Health & Science

Wondering About Water Towers

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Watertower in Manhattan
Gail Dedrick

Two nearly identical wooden water towers serve two very different Upper West Side buildings.

Another Manhattan Watertower
Gail Dedrick

From her chiropractor's office, Gail Dedrick saw wooden tanks illuminated by the sun: "I ran over to my bag, took out my camera and snuck a photo before he came in."


All Things Considered, December 2, 2006 · Last weekend, our Science out of the Box series took a tour of a city intersection. And we invited listeners to post their photos of the manmade world to an account we set up on the website Flickr.

We got more than 200 photos — including several from Gail Dedrick. In 1990, she moved from upstate New York to Manhattan. Like many people new to the Big Apple, she looked up. And she was surprised to see rickety, shingled water towers on the roofs of many buildings.

Like Monet with his haystacks, Dedrick started obsessively documenting the towers: "They just seemed so incongruous sitting on top of buildings. They kind of look like Petticoat Junction. They're just beautiful."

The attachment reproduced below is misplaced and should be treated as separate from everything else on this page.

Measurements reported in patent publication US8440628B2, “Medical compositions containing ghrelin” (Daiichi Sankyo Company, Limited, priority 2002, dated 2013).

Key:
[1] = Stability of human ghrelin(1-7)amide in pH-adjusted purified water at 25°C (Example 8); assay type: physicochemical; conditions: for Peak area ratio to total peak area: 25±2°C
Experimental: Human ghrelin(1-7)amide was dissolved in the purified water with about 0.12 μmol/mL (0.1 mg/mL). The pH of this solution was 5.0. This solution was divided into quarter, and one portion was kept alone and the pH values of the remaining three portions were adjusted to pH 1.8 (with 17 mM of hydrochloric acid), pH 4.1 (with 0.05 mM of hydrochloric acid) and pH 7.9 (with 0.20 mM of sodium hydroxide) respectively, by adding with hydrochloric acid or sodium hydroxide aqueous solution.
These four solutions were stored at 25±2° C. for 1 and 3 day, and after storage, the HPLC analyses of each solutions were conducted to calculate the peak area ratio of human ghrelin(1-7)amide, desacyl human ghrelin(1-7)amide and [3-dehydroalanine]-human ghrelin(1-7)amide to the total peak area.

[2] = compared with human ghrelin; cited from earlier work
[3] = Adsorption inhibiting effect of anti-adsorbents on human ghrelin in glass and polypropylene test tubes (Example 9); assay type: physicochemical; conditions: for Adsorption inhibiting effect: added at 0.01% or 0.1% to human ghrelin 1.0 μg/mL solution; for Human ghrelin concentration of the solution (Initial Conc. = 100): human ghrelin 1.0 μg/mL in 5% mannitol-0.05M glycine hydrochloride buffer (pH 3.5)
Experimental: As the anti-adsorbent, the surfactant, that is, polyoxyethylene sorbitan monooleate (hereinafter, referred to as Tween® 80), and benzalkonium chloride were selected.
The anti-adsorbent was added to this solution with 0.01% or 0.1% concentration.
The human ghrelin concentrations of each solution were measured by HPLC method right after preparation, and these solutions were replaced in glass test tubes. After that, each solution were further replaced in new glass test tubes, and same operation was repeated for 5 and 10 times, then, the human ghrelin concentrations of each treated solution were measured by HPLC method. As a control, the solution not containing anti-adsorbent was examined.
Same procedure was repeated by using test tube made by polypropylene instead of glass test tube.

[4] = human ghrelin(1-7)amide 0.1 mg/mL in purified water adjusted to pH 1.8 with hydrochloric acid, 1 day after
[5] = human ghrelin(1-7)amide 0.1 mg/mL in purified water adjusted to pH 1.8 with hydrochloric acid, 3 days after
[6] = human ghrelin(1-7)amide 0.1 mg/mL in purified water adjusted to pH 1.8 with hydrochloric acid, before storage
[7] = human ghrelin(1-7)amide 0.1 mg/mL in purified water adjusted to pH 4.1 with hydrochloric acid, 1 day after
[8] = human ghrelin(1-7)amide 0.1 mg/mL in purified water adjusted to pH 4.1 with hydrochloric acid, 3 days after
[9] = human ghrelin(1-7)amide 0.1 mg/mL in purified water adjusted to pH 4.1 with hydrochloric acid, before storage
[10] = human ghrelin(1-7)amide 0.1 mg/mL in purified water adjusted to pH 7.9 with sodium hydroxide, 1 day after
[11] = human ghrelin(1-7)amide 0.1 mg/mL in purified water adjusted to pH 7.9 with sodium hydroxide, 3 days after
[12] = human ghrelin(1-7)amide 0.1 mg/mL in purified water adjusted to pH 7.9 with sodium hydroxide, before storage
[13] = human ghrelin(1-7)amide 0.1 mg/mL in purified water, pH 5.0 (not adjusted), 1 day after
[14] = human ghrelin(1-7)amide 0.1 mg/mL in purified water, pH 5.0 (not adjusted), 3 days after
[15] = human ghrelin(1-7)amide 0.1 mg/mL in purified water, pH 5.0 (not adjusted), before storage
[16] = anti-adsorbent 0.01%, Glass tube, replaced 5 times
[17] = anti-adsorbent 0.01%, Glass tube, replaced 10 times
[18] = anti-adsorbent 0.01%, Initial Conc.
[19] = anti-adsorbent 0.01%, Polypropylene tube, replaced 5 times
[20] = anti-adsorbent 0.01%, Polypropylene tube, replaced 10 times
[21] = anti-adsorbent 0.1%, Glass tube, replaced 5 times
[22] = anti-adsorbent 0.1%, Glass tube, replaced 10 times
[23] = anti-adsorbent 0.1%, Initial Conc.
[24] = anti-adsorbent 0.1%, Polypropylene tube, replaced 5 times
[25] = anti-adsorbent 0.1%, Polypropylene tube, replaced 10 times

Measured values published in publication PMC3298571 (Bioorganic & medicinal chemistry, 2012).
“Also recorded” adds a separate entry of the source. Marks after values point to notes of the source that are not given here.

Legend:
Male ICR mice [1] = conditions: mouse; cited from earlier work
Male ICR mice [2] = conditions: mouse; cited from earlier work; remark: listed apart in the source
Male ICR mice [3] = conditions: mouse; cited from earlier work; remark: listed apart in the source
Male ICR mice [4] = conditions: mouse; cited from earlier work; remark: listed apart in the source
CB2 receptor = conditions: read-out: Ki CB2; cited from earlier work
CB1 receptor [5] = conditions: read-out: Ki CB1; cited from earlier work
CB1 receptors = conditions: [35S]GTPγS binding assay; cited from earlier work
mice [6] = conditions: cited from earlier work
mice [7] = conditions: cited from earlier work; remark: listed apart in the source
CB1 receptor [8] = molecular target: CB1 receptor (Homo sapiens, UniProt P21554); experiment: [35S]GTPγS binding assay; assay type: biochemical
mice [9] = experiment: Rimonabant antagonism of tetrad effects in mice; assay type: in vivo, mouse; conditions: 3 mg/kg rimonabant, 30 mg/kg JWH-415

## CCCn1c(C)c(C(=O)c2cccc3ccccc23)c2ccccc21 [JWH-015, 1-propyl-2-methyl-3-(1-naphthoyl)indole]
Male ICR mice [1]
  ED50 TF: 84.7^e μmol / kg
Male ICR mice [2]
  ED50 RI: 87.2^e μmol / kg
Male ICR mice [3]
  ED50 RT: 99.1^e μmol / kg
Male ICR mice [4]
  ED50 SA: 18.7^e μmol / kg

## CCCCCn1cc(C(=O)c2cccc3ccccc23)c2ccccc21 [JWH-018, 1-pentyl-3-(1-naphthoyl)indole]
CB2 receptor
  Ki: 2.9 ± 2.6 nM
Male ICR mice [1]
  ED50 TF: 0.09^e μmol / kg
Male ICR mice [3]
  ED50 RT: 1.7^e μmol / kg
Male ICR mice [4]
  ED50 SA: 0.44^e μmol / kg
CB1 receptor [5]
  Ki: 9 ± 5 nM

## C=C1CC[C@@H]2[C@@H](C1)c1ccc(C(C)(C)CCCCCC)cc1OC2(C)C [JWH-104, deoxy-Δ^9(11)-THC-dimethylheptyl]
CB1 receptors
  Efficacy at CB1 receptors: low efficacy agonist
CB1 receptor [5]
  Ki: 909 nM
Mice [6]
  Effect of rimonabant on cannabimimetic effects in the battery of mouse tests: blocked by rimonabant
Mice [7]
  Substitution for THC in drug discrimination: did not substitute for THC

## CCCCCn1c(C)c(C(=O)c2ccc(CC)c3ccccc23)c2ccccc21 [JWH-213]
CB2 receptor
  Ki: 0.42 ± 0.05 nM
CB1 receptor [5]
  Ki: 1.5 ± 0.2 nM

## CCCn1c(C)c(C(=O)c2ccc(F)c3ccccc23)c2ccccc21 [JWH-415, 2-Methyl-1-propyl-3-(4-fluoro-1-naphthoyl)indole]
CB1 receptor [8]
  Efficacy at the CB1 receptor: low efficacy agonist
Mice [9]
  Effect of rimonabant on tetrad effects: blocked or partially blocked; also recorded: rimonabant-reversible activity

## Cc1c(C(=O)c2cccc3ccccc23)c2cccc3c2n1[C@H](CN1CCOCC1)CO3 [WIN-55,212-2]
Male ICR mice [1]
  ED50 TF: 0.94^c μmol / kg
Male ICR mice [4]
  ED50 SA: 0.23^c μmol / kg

Looking at the photos on Flickr made her realize that there's a secret society in New York City: "people who just love water towers."

On behalf of Manhattan's water tower enthusiasts, we want to know: How do they work? We put the question to Brian Hayes, our expert on the industriosphere and the author of Infrastructure: A Field Guide to the Industrial Landscape.

"New York bedrock doesn't let water travel naturally above six stories," he explained. Until the advent of modern plumbing, water towers were needed to build pressure in the pipes. Even today, he adds, "some say that no one has figured out how to make a water tank that works better" than the old ones from the 1920s.


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